The U.S. State Department is urging Russia to reconsider their new ban on the Jehovah's Witnesses.
Monday, the Russian Supreme Court rejected an appeal on an earlier ruling that labeled the group extremist, ordering the Christian denomination to disband immediately on Russian territory.
The State Department called the court decision "the latest in a disturbing trend of persecution of religious minorities in Russia."
It said, "Religious minorities should be able to enjoy freedom of religion and assembly without interference as guaranteed by the Russian Federation's constitution."
The State Department urged Russian authorities to lift the ban on the Jehovah's Witnesses' activities in Russia, and to release any members of religious minorities unjustly detained for so-called "extremist' activities".
The Russian government maintains the religious group was distributing inflammatory pamphlets designed to incite hatred, including one that printed the novelist Leo Tolstoy's criticism of the Russian Orthodox Church.
According to the group, which is best known for door-to-door evangelizing, there are 175,000 Jehovah's Witnesses members in Russia. The ruling will allow the government to ban members from assembling and preaching, and force the group's headquarters in St. Petersburg to close along with 395 local chapters. The government will also seize Jehovah's Witnesses properties, known as Kingdom Halls.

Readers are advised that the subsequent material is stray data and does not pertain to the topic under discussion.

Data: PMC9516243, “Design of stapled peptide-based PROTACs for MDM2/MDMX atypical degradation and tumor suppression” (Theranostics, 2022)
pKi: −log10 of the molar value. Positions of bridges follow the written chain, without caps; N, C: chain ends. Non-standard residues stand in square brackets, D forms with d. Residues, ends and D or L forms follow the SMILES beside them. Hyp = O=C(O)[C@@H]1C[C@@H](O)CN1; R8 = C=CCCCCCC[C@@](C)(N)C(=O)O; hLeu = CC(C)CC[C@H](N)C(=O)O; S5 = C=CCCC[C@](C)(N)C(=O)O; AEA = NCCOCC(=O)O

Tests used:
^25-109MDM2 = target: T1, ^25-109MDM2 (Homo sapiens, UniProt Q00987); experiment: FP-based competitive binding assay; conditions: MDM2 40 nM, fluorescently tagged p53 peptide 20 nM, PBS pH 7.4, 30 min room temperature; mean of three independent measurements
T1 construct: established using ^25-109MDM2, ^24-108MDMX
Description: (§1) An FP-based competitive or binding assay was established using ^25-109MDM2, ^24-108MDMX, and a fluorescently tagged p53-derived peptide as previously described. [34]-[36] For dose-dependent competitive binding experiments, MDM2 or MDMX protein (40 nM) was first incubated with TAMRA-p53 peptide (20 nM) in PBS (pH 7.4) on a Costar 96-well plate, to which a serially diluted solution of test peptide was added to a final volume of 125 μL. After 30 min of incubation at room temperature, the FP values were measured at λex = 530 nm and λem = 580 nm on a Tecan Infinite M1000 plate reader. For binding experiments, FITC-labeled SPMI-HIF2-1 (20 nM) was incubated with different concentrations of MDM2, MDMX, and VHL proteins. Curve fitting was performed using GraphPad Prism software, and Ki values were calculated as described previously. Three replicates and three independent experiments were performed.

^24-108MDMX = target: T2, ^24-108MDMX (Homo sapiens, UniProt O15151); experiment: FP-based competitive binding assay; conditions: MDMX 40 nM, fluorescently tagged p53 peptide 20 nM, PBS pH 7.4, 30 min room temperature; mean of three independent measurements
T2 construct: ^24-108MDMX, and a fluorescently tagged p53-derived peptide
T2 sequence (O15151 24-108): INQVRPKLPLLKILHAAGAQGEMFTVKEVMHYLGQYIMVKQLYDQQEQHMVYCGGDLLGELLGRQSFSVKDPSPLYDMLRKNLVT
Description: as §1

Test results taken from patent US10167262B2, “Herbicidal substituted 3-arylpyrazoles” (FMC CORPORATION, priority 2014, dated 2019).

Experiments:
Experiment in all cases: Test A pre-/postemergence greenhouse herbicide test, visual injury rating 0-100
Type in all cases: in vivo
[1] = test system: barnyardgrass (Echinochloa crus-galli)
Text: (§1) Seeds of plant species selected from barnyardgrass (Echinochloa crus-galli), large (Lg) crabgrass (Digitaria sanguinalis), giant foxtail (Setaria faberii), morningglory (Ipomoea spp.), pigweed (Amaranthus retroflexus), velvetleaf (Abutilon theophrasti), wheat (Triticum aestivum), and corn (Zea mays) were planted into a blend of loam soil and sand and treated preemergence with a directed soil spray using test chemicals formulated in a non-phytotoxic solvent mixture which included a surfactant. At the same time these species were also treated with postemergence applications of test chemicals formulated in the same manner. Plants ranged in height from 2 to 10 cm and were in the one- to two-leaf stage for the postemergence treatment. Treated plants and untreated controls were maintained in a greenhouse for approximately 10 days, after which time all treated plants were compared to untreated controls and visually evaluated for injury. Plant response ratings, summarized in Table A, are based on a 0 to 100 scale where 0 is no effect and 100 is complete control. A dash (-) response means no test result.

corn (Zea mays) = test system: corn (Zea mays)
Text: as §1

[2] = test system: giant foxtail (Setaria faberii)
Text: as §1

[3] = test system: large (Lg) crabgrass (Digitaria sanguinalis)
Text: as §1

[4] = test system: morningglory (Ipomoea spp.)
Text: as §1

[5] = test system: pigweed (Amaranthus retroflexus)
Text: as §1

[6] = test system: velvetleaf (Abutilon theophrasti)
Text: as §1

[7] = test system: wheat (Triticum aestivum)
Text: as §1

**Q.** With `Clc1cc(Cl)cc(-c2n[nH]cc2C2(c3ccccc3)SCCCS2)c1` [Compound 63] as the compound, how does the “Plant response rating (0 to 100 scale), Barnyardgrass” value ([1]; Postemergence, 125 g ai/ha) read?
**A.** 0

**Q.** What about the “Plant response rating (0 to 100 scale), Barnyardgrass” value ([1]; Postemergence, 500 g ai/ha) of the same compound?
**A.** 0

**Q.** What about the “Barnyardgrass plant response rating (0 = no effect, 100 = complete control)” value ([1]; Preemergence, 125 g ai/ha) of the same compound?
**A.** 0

Following the court decision, the Jehovah's Witnesses issued a statement asking "fellow believers worldwide [to] pray that the Russian government will reconsider its position and respect fundamental human rights."
"The worldwide community of Jehovah's Witnesses are deeply concerned for the welfare of their spiritual brothers and sisters in Russia," said Philip Brumley, General Counsel for the Jehovah's Witnesses. "They have become outcasts in their own country."
The denomination, which believes that Jesus Christ will soon return to Earth and establish a thousand-year Golden Age, have suffered persecution before.
The group is apolitical, refusing to vote in elections, fight in the military, or salute flags. American Jehovah's Witnesses were put in jail during World War II for evading the draft and a 1940 U.S. Supreme Court decision, now overturned, allowed schools to expel Jehovah's Witnesses children who declined to stand for the recitation of the Pledge of Allegiance. Members were killed in concentration camps in Nazi Germany and were persecuted in the Soviet Union under Joseph Stalin.
The religious sect became legal in Russia in 1991.